Jim Jarvis wrote:
>Clive's comments are on-point. However, if you try to mix at the site,
>you will have to schlepp both bags of 'crete and water. It might be
>easier to mix below, and have a powered means to transport mixed
>concrete. IF that proves true...then it may be as well to have
>redi-mixed 'crete delivered, and spend the energy transporting batches
>to the foundations, instead of mixing.
That's absolutely right. However, it's not just a matter of energy - you
need enough capacity to shift a whole truckload of concrete up the hill
very quickly. Otherwise you're into rapidly escalating charges for
keeping the delivery truck waiting on site... and the concrete won't
wait too long either.
Even a small army of wheelbarrows will categorically NOT handle that
amount of concrete over such a long distance uphill. This looks like a
job for an all-terrain dumper truck, which can ferry the concrete
quickly up the hill in bulk. A farming area is a good place to find such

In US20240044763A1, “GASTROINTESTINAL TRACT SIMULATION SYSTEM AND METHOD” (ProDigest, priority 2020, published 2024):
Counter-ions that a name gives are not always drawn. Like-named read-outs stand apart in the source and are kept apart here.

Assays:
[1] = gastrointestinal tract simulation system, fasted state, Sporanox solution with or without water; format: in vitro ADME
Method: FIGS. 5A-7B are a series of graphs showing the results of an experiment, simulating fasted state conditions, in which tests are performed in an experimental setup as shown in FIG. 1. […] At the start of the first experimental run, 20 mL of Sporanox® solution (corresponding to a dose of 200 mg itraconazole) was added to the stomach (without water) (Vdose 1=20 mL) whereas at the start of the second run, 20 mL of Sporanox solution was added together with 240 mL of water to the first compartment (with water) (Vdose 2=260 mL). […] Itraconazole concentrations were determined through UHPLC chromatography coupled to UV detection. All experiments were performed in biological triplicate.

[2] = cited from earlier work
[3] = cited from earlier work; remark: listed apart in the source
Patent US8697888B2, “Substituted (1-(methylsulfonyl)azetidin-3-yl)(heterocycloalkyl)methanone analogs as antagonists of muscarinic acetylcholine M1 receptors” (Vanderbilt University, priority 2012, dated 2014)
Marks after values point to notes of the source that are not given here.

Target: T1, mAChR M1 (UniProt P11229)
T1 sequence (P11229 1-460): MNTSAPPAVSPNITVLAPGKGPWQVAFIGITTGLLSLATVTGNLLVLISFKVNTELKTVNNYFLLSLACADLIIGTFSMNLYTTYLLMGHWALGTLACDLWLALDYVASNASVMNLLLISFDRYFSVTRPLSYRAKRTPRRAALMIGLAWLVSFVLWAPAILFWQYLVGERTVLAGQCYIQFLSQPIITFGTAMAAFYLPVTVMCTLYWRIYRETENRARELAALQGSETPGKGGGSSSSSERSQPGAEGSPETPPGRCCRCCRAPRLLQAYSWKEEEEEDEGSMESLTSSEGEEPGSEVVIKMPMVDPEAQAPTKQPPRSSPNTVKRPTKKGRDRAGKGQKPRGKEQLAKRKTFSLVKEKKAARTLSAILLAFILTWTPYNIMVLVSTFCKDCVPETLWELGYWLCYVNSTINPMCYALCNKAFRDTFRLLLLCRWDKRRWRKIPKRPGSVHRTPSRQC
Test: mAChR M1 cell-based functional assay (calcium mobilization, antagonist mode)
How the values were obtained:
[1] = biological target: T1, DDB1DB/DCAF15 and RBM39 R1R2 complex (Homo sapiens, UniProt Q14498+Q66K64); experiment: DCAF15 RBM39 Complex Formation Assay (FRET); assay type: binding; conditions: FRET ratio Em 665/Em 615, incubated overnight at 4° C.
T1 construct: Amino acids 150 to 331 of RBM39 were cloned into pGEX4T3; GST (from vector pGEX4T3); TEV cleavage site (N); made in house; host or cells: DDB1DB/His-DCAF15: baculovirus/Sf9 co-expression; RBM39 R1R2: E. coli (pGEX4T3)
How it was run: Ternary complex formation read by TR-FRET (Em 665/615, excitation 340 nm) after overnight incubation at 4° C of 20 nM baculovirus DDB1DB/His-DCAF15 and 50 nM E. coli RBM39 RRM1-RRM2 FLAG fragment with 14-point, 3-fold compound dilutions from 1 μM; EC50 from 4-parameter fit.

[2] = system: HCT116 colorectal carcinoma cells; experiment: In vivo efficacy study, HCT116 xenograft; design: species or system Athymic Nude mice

machinery, but I don't envy Adrian the job of organizing the operation.
>Do NOT partially pour a foundation in batches, and expect to have
>anything but conformally shaped rocks holding up your tower. Depending
>on the time
>pours, it likely won't bond properly.
That's right - it would be like a pile of separate slabs, which could be
very bad news for a tilt-over tower.
Adrian's tower specification probably doesn't require rebar in the
concrete base... but that assumes a single pour. If there is any risk of
breakdown in the supply chain for a single pour, then rebar might be
needed to help hold it all together - but follow the Prime Directive and
consult the tower manufacturer.
73 from Ian GM3SEK
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